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Command line tool to access Modbus devices

Project description

Author: favalex@gmail.com
Date: 2021-11-23
Copyright: MPL 2.0
Version: 0.1.7
Manual section:1
https://travis-ci.org/favalex/modbus-cli.svg?branch=master

SYNOPSIS

modbus [-h] [-r REGISTERS] [-s SLAVE_ID] [-b BAUD] [-p STOP_BITS] [-P {e,o,n}] [-v] device access [access …]

DESCRIPTION

Read and write registers of Modbus devices.

Access both TCP and RTU (i.e. serial) devices and encode and decode types larger than 16 bits (e.g. floats) into Modbus 16 bits registers.

Optionally access registers by symbolic names, as defined in a registers file. Symbolic names for enumerations and bitfields are supported too.

Designed to work nicely with other standard UNIX tools (watch, socat, etc.), see the examples.

Implemented in python on top of the protocol implementation provided by the umodbus python library.

INSTALL

Regular python install, either pip install modbus_cli to install from pypi or python setup.py install to install from source.

OPTIONS

device
/dev/ttyXXX for serial devices, or hostname[:port] for TCP devices
access
One or more read or write operations. See ACCESS SYNTAX below.
-r FILE, --registers=FILE
 Read registers definitions from FILE. Can be specified multiple times.
-v, --verbose Print on screen the bytes transferred on the wire.
-b BAUD, --baud=BAUD
 Set the baud rate for serial connections.
-p BITS, --stop-bits=BITS
 Set the number of stop bits for serial connections.
-P PARITY, --parity=PARITY
 Set the parity for serial connections: (e)ven, (o)dd or (n)one
-B ORDER, --byte-order=ORDER
 Set the byte order to one of ‘le’ (little endian), ‘be’ (big endian) or ‘mixed’
-h, --help Show this help message and exit.

ACCESS SYNTAX

[MODBUS_TYPE@]ADDRESS[/BINARY_TYPE][:ENUMERATION_NAME][=VALUE]

Mnemonic: access the register(s) of MODBUS_TYPE starting at ADDRESS, interpreting them as BINARY_TYPE. The / syntax is inspired by gdb (but the available types are different.)

MODBUS_TYPE = h|i|c|d

The modbus type, one of

code name size writable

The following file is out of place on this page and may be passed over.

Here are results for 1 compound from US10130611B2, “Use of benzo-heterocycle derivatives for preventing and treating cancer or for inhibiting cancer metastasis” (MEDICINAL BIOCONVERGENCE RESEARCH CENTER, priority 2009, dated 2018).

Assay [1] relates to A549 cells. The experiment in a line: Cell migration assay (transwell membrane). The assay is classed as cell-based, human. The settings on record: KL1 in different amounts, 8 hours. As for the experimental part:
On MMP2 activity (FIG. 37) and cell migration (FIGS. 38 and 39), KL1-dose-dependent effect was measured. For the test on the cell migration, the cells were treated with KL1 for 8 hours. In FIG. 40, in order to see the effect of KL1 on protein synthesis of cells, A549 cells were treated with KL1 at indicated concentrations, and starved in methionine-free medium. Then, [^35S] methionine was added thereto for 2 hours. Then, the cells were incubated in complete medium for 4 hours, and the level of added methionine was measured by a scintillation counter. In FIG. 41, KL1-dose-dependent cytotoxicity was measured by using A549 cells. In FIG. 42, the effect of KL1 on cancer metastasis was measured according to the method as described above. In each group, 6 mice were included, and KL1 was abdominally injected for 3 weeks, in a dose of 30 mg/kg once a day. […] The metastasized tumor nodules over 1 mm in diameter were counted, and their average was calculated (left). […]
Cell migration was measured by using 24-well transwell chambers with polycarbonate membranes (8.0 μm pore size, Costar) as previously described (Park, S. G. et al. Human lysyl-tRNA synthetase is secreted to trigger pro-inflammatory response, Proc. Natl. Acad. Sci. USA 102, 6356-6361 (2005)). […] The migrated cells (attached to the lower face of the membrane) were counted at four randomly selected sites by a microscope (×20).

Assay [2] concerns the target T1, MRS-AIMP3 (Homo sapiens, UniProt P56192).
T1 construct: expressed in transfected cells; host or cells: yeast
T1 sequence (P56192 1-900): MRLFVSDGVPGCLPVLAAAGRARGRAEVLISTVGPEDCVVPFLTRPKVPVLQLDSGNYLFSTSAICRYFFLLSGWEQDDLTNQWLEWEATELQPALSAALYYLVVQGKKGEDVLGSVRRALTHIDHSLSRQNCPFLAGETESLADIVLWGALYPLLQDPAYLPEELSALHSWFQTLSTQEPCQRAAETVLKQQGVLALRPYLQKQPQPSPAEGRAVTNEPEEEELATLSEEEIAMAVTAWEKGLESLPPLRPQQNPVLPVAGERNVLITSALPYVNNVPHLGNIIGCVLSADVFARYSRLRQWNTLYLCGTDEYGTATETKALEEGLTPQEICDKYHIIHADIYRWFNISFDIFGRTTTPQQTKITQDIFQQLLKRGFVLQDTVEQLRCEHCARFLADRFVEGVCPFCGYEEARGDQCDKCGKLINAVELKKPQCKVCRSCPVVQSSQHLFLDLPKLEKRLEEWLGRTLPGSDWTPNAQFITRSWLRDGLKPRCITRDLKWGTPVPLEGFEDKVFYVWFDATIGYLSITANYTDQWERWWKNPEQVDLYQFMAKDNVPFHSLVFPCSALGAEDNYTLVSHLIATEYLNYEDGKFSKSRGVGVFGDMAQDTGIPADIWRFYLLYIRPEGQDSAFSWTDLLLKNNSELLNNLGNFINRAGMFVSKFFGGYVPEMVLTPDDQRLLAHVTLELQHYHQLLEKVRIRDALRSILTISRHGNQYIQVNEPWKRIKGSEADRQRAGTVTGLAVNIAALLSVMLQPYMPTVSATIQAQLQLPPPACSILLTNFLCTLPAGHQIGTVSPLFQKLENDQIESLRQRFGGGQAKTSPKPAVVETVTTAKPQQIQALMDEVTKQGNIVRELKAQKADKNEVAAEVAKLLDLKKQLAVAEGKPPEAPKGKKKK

h holding register 16 bits yes
i input register 16 bits no
c coil 1 bit yes
d discrete input 1 bit no

The default modbus type is holding register.

ADDRESS = <number>
0-based register address
BINARY_TYPE = <pack format>

Any format description accepted by the python standard pack module. Some common formats are:

code type
h 16 bits signed integer
H 16 bits unsigned integer
i 32 bits signed integer
I 32 bits unsigned integer
f 32 bits IEEE 754 float

The default byte order is big-endian. To use little endian, use a < prefix, or --byte-order=le. To use mixed endian (little endian, but individual 16 bit registers are big endian), use --byte-order=mixed.

VALUE = <number>

The value to be written to the register. If not present, the register will be read instead.

If only one register is written to, the modbus function 6 (0x6), “write single register” is used. If multiple registers are written to, the modbus function 16 (0x10), “write multiple registers” is used.

EXAMPLES

Read a holding register

$ modbus $IP_OF_MODBUS_DEVICE 100

Write a holding register

$ modbus $IP_OF_MODBUS_DEVICE 100=42

Read multiple registers

To read (or write) multiple registers simply list them on the command line:

$ modbus $IP_OF_MODBUS_DEVICE 100 c@2000

When performing access to multiple contiguous registers, one single modbus operation is performed.

When multiple modbus operations are needed, they are all initiated at once, and the results are collected as they arrive.

More examples of the access syntax

h@39/I read the 32-bits unsigned integer stored in holding registers at addresses 39 and 40
39/I same as above (h is the default modbus type)
39/I=42 write the integer 42 to that register
SOME_REGISTER=42 same as above, provided the registers file contains the definition SOME_REGISTER h@39/I
39/I=0xcafe the value can be specified in hexadecimal
c@5 read coil at address 5
h@24/f=6.78 write a floating point value to holding registers at addresses 24 and 25
i@1/6B read six unsigned bytes stored in input registers at addresses 1, 2 and 3

Monitor a register

The UNIX command watch can be used to read a register at regular intervals:

$ watch modbus $IP_OF_MODBUS_DEVICE 100

Read a serial device attached to a remote computer

The UNIX command socat can be used to access a remote device through a TCP tunnel:

remote$ socat -d -d tcp-l:54321,reuseaddr file:/dev/ttyUSB0,raw,b19200
local$ socat -d -d tcp:sc:54321 pty,waitslave,link=/tmp/local_device,unlink-close=0
local$ modbus /tmp/local_device 100

Read multiple registers based on their names

Given the following registers definitions:

$ cat registers.modbus
di0 d@0
di1 d@1
ai0 i@512
ai1 i@513

glob matching (*, ?, etc.) can be used to read all the ai registers at once:

$ modbus -r registers.modbus $IP_OF_MODBUS_DEVICE ai\*

REGISTERS FILES

The purpose of the registers files is to be able to refer to registers by name.

There can be multiple definition files, specified using either the -r command line switch or the MODBUS_DEFINITIONS environment variable.

A # in a definition file starts a comment.

Each line contains a symbolic name followed by a register definition. The name and the definitions are separated by spaces, for example:

status i@512:STATUS
leds 513:LEDS

The file can also contain the possible values for an enumeration or a bitmask, for example:

# This is an enumeration named STATUS
:STATUS
  0=OFF
  1=ON
  2=ERROR

# This is a bitmask named LEDS
|LEDS
  0=LED0
  1=LED1
  3=LED3
  4=LED4

ENVIRONMENT

MODBUS_DEFINITIONS
A colon separated list of register definitions files.

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